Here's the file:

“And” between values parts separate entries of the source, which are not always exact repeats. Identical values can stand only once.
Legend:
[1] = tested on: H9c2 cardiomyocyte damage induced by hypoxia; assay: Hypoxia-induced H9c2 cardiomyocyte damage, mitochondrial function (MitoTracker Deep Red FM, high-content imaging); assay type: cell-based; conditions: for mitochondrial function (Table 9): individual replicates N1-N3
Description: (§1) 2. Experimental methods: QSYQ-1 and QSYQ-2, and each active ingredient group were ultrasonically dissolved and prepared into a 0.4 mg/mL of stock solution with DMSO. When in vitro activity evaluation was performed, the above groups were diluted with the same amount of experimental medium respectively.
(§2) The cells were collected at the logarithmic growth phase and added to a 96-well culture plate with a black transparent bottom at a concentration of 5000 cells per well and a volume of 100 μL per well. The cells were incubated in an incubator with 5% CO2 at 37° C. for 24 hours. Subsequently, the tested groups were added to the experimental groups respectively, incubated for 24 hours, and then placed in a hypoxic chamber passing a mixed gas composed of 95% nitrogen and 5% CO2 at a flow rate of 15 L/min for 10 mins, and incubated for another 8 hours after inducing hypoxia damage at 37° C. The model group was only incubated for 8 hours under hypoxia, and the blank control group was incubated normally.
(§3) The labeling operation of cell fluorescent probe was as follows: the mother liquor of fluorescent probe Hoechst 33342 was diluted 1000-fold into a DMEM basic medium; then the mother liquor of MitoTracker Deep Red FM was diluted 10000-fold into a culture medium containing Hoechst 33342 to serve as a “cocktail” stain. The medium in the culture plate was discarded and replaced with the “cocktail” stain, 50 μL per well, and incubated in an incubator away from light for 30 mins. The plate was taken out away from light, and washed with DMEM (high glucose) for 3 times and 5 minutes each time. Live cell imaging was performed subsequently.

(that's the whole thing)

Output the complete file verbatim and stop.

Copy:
“And” between values parts separate entries of the source, which are not always exact repeats. Identical values can stand only once.
Legend:
[1] = tested on: H9c2 cardiomyocyte damage induced by hypoxia; assay: Hypoxia-induced H9c2 cardiomyocyte damage, mitochondrial function (MitoTracker Deep Red FM, high-content imaging); assay type: cell-based; conditions: for mitochondrial function (Table 9): individual replicates N1-N3
Description: (§1) 2. Experimental methods: QSYQ-1 and QSYQ-2, and each active ingredient group were ultrasonically dissolved and prepared into a 0.4 mg/mL of stock solution with DMSO. When in vitro activity evaluation was performed, the above groups were diluted with the same amount of experimental medium respectively.
(§2) The cells were collected at the logarithmic growth phase and added to a 96-well culture plate with a black transparent bottom at a concentration of 5000 cells per well and a volume of 100 μL per well. The cells were incubated in an incubator with 5% CO2 at 37° C. for 24 hours. Subsequently, the tested groups were added to the experimental groups respectively, incubated for 24 hours, and then placed in a hypoxic chamber passing a mixed gas composed of 95% nitrogen and 5% CO2 at a flow rate of 15 L/min for 10 mins, and incubated for another 8 hours after inducing hypoxia damage at 37° C. The model group was only incubated for 8 hours under hypoxia, and the blank control group was incubated normally.
(§3) The labeling operation of cell fluorescent probe was as follows: the mother liquor of fluorescent probe Hoechst 33342 was diluted 1000-fold into a DMEM basic medium; then the mother liquor of MitoTracker Deep Red FM was diluted 10000-fold into a culture medium containing Hoechst 33342 to serve as a “cocktail” stain. The medium in the culture plate was discarded and replaced with the “cocktail” stain, 50 μL per well, and incubated in an incubator away from light for 30 mins. The plate was taken out away from light, and washed with DMEM (high glucose) for 3 times and 5 minutes each time. Live cell imaging was performed subsequently.